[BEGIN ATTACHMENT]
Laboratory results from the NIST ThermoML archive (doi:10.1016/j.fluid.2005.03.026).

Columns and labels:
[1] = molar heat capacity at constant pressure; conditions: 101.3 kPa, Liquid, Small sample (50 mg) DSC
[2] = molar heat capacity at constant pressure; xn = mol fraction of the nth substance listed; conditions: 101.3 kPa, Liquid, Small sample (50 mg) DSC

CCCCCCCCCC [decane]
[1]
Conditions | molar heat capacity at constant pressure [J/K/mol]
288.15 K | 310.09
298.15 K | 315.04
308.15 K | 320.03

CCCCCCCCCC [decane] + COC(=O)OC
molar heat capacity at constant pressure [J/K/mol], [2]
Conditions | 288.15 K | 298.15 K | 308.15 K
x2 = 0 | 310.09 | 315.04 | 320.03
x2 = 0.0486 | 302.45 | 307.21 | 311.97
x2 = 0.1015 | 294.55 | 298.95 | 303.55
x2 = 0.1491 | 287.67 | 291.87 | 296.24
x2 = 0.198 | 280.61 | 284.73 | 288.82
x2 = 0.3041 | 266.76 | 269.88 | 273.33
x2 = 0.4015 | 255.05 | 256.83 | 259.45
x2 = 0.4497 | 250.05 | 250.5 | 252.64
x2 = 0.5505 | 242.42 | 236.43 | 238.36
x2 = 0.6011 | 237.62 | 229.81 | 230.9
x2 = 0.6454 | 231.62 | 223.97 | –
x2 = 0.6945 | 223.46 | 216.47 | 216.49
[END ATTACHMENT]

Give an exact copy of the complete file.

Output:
Laboratory results from the NIST ThermoML archive (doi:10.1016/j.fluid.2005.03.026).

Columns and labels:
[1] = molar heat capacity at constant pressure; conditions: 101.3 kPa, Liquid, Small sample (50 mg) DSC
[2] = molar heat capacity at constant pressure; xn = mol fraction of the nth substance listed; conditions: 101.3 kPa, Liquid, Small sample (50 mg) DSC

CCCCCCCCCC [decane]
[1]
Conditions | molar heat capacity at constant pressure [J/K/mol]
288.15 K | 310.09
298.15 K | 315.04
308.15 K | 320.03

CCCCCCCCCC [decane] + COC(=O)OC
molar heat capacity at constant pressure [J/K/mol], [2]
Conditions | 288.15 K | 298.15 K | 308.15 K
x2 = 0 | 310.09 | 315.04 | 320.03
x2 = 0.0486 | 302.45 | 307.21 | 311.97
x2 = 0.1015 | 294.55 | 298.95 | 303.55
x2 = 0.1491 | 287.67 | 291.87 | 296.24
x2 = 0.198 | 280.61 | 284.73 | 288.82
x2 = 0.3041 | 266.76 | 269.88 | 273.33
x2 = 0.4015 | 255.05 | 256.83 | 259.45
x2 = 0.4497 | 250.05 | 250.5 | 252.64
x2 = 0.5505 | 242.42 | 236.43 | 238.36
x2 = 0.6011 | 237.62 | 229.81 | 230.9
x2 = 0.6454 | 231.62 | 223.97 | –
x2 = 0.6945 | 223.46 | 216.47 | 216.49